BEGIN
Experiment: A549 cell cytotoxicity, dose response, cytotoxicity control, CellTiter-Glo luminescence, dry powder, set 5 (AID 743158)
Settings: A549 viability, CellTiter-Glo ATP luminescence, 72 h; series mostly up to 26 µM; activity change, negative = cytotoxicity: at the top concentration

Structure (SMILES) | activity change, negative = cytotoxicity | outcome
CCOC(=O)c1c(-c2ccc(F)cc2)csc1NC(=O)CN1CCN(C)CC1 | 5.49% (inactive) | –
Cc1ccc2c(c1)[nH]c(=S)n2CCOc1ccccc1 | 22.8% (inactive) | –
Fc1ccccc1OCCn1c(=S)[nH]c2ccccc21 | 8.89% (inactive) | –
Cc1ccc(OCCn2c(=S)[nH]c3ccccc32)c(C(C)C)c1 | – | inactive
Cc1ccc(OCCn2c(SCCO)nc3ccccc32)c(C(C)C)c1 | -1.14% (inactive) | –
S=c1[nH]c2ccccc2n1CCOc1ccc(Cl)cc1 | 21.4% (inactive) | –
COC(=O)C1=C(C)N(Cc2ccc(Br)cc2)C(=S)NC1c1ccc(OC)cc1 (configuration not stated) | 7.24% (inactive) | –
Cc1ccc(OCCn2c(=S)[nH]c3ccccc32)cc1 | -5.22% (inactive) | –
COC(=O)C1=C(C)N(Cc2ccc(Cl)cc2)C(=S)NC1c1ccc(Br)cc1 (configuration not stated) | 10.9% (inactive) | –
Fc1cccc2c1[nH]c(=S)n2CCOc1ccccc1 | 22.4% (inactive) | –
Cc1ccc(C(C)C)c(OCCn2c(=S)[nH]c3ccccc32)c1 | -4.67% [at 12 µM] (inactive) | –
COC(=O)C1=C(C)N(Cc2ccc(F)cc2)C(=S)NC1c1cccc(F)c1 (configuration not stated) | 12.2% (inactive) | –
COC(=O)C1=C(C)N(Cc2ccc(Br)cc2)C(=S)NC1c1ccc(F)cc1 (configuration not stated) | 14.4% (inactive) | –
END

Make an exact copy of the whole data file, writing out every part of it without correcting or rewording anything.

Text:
Experiment: A549 cell cytotoxicity, dose response, cytotoxicity control, CellTiter-Glo luminescence, dry powder, set 5 (AID 743158)
Settings: A549 viability, CellTiter-Glo ATP luminescence, 72 h; series mostly up to 26 µM; activity change, negative = cytotoxicity: at the top concentration

Structure (SMILES) | activity change, negative = cytotoxicity | outcome
CCOC(=O)c1c(-c2ccc(F)cc2)csc1NC(=O)CN1CCN(C)CC1 | 5.49% (inactive) | –
Cc1ccc2c(c1)[nH]c(=S)n2CCOc1ccccc1 | 22.8% (inactive) | –
Fc1ccccc1OCCn1c(=S)[nH]c2ccccc21 | 8.89% (inactive) | –
Cc1ccc(OCCn2c(=S)[nH]c3ccccc32)c(C(C)C)c1 | – | inactive
Cc1ccc(OCCn2c(SCCO)nc3ccccc32)c(C(C)C)c1 | -1.14% (inactive) | –
S=c1[nH]c2ccccc2n1CCOc1ccc(Cl)cc1 | 21.4% (inactive) | –
COC(=O)C1=C(C)N(Cc2ccc(Br)cc2)C(=S)NC1c1ccc(OC)cc1 (configuration not stated) | 7.24% (inactive) | –
Cc1ccc(OCCn2c(=S)[nH]c3ccccc32)cc1 | -5.22% (inactive) | –
COC(=O)C1=C(C)N(Cc2ccc(Cl)cc2)C(=S)NC1c1ccc(Br)cc1 (configuration not stated) | 10.9% (inactive) | –
Fc1cccc2c1[nH]c(=S)n2CCOc1ccccc1 | 22.4% (inactive) | –
Cc1ccc(C(C)C)c(OCCn2c(=S)[nH]c3ccccc32)c1 | -4.67% [at 12 µM] (inactive) | –
COC(=O)C1=C(C)N(Cc2ccc(F)cc2)C(=S)NC1c1cccc(F)c1 (configuration not stated) | 12.2% (inactive) | –
COC(=O)C1=C(C)N(Cc2ccc(Br)cc2)C(=S)NC1c1ccc(F)cc1 (configuration not stated) | 14.4% (inactive) | –